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4th Gen "Clickwheel" iPod: switching on again does not bring up Apple icon after drive swap

997 Views 13 Replies Latest reply: Apr 6, 2013 4:25 AM by Kenichi Watanabe RSS
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Apr 2, 2013 10:49 PM

I have this Clickwheel iPod I got from a family member which had been quite erratic, the hard drive was at the verge of caving in completely. After the umpteenth time I decided to put in a new drive (solid state) and it seemed to synch properly at the first attempt, but afterwards the display switched between the Apple icon and the folder icon indicating some sort of corruption inside. A few rounds of tinkering and resetting later I got it to work, but after switching off by pressing and holding the Play/Pause button, pressing it again to switch it on does not bring up the Apple icon, but straight to the screen previously displayed.

 

I feel quite stumped by this phenomenon and hope to rectify it completely; I do prefer this iPod for its Firewire connection that goes well with the earlier Macs which I prefer, for my line of work. Thank you.

4th Gen iPod Clickwheel, Other OS
  • Kenichi Watanabe Level 7 Level 7 (29,995 points)

    I actually have a 4th gen iPod with a Compact Flash card inside.  It's on an adapter that I bought on eBay.  It's only 8GB, but it was a test to see if it would work reliably.  And it does seem to work reliable.  I also use FireWire to connect it

     

    What are your "solid state drive" specifics?  Is there actually an SSD in the 1.8-inch Toshiba "1G to 4G iPod drive" form factor?

  • Kenichi Watanabe Level 7 Level 7 (29,995 points)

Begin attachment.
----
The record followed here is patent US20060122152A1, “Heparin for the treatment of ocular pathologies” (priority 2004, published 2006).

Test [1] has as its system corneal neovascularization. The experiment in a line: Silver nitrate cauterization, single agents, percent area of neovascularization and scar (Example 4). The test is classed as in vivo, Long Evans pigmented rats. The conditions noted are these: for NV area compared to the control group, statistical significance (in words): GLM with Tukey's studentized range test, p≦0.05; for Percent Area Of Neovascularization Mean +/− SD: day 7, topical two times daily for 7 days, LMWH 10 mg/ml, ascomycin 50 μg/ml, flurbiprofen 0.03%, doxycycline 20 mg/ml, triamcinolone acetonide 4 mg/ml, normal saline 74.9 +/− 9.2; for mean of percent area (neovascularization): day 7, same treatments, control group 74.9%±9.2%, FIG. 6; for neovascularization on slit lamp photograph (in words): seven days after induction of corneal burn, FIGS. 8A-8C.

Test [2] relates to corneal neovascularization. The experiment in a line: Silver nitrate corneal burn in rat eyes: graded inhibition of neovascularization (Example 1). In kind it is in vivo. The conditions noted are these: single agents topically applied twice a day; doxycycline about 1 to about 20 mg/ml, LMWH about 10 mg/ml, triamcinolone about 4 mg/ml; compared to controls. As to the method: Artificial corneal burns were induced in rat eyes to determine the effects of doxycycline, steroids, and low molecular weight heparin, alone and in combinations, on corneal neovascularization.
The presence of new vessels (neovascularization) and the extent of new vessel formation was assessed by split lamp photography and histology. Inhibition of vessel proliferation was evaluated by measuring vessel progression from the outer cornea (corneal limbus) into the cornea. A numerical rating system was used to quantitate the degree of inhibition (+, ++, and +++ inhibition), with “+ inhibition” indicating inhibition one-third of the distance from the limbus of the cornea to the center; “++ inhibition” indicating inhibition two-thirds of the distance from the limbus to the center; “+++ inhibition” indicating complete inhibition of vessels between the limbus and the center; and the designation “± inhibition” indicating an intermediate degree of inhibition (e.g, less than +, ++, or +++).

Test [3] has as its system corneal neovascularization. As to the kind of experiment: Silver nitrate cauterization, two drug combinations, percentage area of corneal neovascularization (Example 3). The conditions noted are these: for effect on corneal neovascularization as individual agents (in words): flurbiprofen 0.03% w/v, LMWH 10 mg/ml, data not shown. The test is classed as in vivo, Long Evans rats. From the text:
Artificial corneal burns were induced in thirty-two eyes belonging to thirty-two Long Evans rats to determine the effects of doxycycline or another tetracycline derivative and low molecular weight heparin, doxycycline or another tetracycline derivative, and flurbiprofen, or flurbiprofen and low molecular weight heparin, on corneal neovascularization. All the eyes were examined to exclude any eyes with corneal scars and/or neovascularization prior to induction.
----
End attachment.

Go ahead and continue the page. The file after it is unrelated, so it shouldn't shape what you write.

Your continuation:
Since the hard drive was already about to fail, putting it back in may not be a good test.

     

    There is a ribbon cable that connects the drive to the logic board.  The end that connects to the logic board is covered by a thin film.  In case that end of the connection became dislodged, peel back the film.  On the connector, side next to battery, is a thin bar that you "flip up" to loosen the connection.  Do that and pull out the connection.  Visually examine the connector for corrosion and any other problems.  FULLY reinsert and push down the thin bar to reconnect. 

     

    Connect your flash assembly (or the hard drive) and try it again.

  • Kenichi Watanabe Level 7 Level 7 (29,995 points)

    I hope you didn't try to move it the long way.  This online guide has pictures

     

    http://www.ifixit.com/Guide/Installing+iPod+4th+Generation+or+Photo+Hard+Drive+C able/392/1

     

    Step 11 is what I called "flip up the bar."

     

    I think you should disconnect it anyways.  There may be some corrosion or oxidation at the points of connection.  Taking it out and putting it back in will reseat the cable.

    the Apple icon appeared and then the iPod menu followed.

    So, it's working now.  That sounds like what it's supposed to do...

     

    I guess there are some 1.8-inch SSDs, but they seem to use the ZIF (zero insertion force) connector, so it may work in the 5th gen iPod and current iPod classic.  The original MacBook Air models also used the iPod hard drive with the ZIF connector on base models.

  • Kenichi Watanabe Level 7 Level 7 (29,995 points)